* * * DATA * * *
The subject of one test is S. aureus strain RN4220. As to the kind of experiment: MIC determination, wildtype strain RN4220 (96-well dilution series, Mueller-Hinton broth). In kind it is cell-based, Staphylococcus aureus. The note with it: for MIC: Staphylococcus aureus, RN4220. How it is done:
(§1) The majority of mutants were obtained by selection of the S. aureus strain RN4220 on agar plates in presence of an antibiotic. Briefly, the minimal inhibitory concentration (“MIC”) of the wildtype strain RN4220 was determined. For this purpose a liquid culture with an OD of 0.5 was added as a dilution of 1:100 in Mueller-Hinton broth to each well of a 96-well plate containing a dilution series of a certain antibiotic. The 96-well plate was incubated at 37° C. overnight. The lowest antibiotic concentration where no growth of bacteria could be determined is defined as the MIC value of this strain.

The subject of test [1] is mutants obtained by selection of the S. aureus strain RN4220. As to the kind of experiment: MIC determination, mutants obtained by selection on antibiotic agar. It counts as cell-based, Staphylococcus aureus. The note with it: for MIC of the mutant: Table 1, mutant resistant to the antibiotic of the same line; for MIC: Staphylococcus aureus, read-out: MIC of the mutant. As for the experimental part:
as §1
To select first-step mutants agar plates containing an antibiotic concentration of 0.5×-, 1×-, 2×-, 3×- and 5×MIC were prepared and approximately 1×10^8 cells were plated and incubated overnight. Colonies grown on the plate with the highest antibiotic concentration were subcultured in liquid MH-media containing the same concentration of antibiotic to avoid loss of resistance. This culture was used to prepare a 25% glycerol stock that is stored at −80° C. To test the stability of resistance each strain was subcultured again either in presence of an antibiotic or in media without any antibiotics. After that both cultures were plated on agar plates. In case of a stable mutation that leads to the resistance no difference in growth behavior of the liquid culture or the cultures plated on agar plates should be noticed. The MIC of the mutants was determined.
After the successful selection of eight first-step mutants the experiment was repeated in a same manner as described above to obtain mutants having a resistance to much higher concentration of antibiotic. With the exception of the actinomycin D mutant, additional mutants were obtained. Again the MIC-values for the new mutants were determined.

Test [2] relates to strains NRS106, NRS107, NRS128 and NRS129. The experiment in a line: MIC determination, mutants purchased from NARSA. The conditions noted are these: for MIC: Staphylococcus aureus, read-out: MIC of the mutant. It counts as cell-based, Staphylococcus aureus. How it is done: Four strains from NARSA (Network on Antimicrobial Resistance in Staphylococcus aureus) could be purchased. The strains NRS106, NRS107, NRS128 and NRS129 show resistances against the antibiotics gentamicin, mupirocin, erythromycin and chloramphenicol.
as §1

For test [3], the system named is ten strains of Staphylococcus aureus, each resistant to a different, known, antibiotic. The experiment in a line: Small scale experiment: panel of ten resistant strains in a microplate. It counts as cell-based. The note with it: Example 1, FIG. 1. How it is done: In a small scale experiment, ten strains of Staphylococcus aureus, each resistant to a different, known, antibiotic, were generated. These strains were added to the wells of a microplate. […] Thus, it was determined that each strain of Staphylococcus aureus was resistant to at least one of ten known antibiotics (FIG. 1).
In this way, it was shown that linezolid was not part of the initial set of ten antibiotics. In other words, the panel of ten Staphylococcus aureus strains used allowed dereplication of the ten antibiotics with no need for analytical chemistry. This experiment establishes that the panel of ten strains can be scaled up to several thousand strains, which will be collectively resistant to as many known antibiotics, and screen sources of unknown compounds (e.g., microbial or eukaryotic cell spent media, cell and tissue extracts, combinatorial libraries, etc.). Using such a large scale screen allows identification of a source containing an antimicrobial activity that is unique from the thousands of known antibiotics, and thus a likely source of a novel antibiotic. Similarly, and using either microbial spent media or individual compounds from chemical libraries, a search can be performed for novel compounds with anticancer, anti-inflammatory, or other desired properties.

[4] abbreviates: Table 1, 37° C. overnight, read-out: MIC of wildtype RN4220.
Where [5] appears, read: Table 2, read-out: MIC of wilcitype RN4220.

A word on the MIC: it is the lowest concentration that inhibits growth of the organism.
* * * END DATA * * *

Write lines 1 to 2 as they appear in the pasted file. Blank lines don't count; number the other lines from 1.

The subject of one test is S. aureus strain RN4220. As to the kind of experiment: MIC determination, wildtype strain RN4220 (96-well dilution series, Mueller-Hinton broth). In kind it is cell-based, Staphylococcus aureus. The note with it: for MIC: Staphylococcus aureus, RN4220. How it is done:
(§1) The majority of mutants were obtained by selection of the S. aureus strain RN4220 on agar plates in presence of an antibiotic. Briefly, the minimal inhibitory concentration (“MIC”) of the wildtype strain RN4220 was determined. For this purpose a liquid culture with an OD of 0.5 was added as a dilution of 1:100 in Mueller-Hinton broth to each well of a 96-well plate containing a dilution series of a certain antibiotic. The 96-well plate was incubated at 37° C. overnight. The lowest antibiotic concentration where no growth of bacteria could be determined is defined as the MIC value of this strain.